By Barry Howard
With the celebration of yet another birthday this week, I have officially started on my third year past the half century mark. I suppose I am complimented by the term “middle aged” because I have reached that central season of life with exceptionally good health, with my sanity intact, and I still enjoy attempting to fulfill my calling.
However, it does occur to me that the way I see life and faith and church through the lenses of a middle-aged pastor is rather unique. I am neither a militant traditionalist or a rabid post-denominationalist. I was mentored by some of the great pastors of the 1950’s and 1960’s. And I appreciate many of the innovative and creative non-traditional approaches to pastoral ministry that I see working in suburbia and around the globe.
In the rural context of my home church, I “felt the call” to ministry at age sixteen and preached my first sermon two weeks later. I started serving part-time on a church staff at age 18 and was serving full-time by age 19. This year I begin my 34th year in pastoral ministry.
If nothing else, thirty four years of service on the staff of Baptist churches means that I have a little durability. Although there have been hurdles and a few monumental challenges along the way, overall I have been blessed with the opportunity to serve alongside some great, yet imperfect churches.
Supposedly everyone entering middle age goes through a stage of re-thinking life. For some, it is a painful agonizing struggle, often second guessing important decisions made along the way. For some, it is a time of re-direction, often resulting in a change in vocations, hairstyles, automobiles, and occasionally, even spouses. For me, however, middle age, so far, has been a time of reflecting, thinking about how I’ve changed and how much more room I have to grow.
If confession is good for the soul, maybe I will be more healthy if I confess where I am and what I believe about church and ministry at this point in my life as a middle-aged pastor:
- Other churches and other ministers are my colleagues, not my competitors.
- Being the church is more important than going to church, but I cannot fathom how we can do one without the other.
- For me, the authenticity of a pastor is more important than the authority of the pastor.
- Ministry energizes me. Trying to keep others focused on ministry exhausts me.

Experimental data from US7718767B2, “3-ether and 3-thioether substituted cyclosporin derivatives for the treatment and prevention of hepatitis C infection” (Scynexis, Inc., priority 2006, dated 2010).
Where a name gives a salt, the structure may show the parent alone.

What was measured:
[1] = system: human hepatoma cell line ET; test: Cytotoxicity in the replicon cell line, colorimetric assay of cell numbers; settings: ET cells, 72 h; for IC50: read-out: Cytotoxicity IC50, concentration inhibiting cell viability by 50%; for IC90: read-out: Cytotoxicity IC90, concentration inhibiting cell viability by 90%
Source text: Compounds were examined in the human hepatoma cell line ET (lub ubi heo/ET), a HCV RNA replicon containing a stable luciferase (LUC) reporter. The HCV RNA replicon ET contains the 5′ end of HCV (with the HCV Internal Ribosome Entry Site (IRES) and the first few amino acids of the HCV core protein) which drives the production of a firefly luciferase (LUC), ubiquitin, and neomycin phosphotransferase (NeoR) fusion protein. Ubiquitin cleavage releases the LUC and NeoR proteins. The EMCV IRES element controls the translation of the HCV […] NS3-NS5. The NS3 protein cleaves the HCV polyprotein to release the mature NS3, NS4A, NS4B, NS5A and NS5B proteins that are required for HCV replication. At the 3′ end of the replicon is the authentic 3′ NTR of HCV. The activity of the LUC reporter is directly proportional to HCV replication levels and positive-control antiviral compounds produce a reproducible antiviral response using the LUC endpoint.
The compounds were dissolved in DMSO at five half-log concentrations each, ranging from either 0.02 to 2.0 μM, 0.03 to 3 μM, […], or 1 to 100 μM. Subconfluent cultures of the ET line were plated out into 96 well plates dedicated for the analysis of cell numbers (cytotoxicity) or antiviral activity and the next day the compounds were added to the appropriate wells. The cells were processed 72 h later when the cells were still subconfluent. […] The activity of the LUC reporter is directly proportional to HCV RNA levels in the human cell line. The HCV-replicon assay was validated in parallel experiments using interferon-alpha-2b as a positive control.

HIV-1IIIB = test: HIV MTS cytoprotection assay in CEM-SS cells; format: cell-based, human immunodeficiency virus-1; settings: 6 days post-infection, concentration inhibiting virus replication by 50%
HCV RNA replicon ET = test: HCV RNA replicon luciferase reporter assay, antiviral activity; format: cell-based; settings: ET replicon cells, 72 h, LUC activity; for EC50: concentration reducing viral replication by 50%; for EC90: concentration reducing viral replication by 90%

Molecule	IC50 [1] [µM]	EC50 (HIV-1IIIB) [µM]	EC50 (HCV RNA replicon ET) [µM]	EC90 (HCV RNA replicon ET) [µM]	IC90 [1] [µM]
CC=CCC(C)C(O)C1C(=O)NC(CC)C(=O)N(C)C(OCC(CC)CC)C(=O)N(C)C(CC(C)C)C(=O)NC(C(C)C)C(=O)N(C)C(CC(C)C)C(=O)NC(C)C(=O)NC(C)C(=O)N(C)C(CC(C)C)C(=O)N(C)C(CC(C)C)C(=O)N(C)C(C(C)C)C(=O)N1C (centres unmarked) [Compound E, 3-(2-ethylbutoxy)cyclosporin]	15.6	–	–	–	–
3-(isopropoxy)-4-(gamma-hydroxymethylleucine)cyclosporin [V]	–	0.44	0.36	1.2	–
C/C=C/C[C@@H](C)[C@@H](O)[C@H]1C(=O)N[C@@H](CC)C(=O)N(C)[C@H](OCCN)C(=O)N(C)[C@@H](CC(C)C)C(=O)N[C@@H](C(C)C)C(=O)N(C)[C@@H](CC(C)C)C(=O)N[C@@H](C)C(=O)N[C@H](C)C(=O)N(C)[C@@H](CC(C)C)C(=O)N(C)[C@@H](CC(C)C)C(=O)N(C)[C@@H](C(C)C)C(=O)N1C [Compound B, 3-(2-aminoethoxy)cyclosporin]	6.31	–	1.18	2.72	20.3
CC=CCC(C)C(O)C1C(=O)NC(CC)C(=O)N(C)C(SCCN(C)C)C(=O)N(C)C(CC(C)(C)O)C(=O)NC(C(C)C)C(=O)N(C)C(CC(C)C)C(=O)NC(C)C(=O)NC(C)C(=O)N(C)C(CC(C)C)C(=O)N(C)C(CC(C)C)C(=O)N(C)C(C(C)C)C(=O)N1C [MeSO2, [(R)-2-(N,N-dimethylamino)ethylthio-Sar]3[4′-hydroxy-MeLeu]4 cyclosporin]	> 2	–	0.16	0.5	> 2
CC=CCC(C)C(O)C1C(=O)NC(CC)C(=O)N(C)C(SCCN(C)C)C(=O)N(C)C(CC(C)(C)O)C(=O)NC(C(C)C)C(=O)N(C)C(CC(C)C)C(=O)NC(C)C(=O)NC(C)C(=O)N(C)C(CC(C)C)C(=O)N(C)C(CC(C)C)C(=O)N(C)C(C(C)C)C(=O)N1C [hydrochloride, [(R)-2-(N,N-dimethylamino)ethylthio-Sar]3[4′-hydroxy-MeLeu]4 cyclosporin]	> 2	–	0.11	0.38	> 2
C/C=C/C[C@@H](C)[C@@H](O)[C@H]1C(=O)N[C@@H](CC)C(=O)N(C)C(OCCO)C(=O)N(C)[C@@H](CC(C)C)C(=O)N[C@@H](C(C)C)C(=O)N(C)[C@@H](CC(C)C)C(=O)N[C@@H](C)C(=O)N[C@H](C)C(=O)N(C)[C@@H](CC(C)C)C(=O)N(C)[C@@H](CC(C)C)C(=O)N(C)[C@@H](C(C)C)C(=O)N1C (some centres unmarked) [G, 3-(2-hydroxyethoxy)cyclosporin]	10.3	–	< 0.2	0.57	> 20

- What we do inside the doors of the church should make a drastic difference in who we are outside the doors of the church.
- I continue to discover the family of God to be much more inclusive and much less exclusive than I previously imagined.
- An open Bible and an open mind always trump a closed Bible and closed mind.
- As a pastor and a Christian, I am to be priest and prophet, not judge and jury. (I am free to love, share, and exercise grace toward all kinds of people without having to first judge their worthiness. I am relieved to know that whatever final judgment looks like, I will not be the one holding the gavel.)
- Church should be a clearinghouse where talents and gifts are blessed and sent, never a warehouse where talents and gifts are counted and stored.
- In the Christian life, I believe the local church is where the action is. The church is where faith is nurtured, where community is cultivated, and where missional service is launched.
Actually my pastoral confession of faith is much more lengthy. At this point in my life, I have more questions than answers. I get frustrated far too easily with petty complaint and criticism. Yet I realize that I have far more to learn than I already know, and far more to do than I’ve already done.
Even during my middle age years, I love serving as pastor. I have the privilege of walking alongside folks from the moment of birth to the moment of death and all seasons in between.
Paul summed it up this way: “I do not consider myself yet to have taken hold of it. But one thing I do: Forgetting what is behind and straining toward what is ahead, I press on toward the goal to win the prize for which God has called me heavenward in Christ Jesus.” Philippians 3:13-14 NIV
Although I have not arrived, I am intent on enjoying the journey of growing forward.
(Barry Howard serves as senior minister at the First Baptist Church of Pensacola, Florida.)